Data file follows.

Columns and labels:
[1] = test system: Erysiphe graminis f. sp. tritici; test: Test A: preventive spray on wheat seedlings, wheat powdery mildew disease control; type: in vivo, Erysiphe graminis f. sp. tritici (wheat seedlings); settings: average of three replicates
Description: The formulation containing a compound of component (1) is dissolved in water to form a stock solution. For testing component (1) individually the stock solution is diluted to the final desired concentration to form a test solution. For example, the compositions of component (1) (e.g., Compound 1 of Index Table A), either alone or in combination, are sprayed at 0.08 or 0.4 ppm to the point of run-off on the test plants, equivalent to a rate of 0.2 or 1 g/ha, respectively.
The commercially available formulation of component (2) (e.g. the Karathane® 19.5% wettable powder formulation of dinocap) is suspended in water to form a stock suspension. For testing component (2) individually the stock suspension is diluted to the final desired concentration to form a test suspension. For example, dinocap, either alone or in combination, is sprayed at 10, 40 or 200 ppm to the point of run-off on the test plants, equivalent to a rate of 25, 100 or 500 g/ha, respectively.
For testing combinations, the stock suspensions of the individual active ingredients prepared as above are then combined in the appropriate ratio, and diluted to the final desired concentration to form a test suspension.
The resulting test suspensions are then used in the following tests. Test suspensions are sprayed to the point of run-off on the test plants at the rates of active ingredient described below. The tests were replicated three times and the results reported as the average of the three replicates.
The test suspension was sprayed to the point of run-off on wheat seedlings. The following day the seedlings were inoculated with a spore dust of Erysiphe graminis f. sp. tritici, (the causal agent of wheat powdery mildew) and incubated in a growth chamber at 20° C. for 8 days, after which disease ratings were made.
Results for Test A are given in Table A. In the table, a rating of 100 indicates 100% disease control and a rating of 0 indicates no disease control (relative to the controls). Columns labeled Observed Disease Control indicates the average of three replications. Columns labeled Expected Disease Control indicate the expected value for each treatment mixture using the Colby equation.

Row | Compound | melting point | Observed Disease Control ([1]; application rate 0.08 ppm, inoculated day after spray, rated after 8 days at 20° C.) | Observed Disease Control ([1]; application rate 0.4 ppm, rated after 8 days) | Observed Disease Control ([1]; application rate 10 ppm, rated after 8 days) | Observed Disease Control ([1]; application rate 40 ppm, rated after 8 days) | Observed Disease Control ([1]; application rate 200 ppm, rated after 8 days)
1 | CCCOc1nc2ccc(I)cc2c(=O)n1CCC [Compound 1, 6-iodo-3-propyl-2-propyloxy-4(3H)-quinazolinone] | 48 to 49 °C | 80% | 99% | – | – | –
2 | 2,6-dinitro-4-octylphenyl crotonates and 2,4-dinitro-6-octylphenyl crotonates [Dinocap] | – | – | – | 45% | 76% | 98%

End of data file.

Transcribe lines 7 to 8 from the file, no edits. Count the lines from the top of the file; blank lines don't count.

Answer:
The test suspension was sprayed to the point of run-off on wheat seedlings. The following day the seedlings were inoculated with a spore dust of Erysiphe graminis f. sp. tritici, (the causal agent of wheat powdery mildew) and incubated in a growth chamber at 20° C. for 8 days, after which disease ratings were made.
Results for Test A are given in Table A. In the table, a rating of 100 indicates 100% disease control and a rating of 0 indicates no disease control (relative to the controls). Columns labeled Observed Disease Control indicates the average of three replications. Columns labeled Expected Disease Control indicate the expected value for each treatment mixture using the Colby equation.